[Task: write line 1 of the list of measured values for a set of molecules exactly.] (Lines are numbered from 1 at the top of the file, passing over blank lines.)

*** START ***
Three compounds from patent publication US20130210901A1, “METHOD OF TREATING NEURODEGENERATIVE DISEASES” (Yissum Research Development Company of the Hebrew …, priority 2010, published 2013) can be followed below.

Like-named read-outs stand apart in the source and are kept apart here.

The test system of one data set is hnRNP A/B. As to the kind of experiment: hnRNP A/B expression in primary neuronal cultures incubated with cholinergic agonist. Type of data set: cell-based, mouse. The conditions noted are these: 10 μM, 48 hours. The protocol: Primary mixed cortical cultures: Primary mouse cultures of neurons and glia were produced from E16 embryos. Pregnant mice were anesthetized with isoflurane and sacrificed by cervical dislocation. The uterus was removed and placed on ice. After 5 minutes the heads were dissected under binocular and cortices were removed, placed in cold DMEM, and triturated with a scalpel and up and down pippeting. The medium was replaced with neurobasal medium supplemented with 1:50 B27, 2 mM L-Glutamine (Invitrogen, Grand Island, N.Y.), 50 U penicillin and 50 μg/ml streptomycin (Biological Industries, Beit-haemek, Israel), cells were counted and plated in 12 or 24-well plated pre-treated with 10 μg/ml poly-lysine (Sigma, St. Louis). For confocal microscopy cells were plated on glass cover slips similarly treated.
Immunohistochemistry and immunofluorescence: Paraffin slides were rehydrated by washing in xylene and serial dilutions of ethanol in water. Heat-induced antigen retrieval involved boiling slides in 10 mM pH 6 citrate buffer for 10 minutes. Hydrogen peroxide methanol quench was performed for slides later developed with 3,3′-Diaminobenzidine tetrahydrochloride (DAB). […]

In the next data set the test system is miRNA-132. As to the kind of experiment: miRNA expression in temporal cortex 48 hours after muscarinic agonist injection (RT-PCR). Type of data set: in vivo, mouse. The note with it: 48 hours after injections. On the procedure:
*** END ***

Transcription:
Three compounds from patent publication US20130210901A1, “METHOD OF TREATING NEURODEGENERATIVE DISEASES” (Yissum Research Development Company of the Hebrew …, priority 2010, published 2013) can be followed below.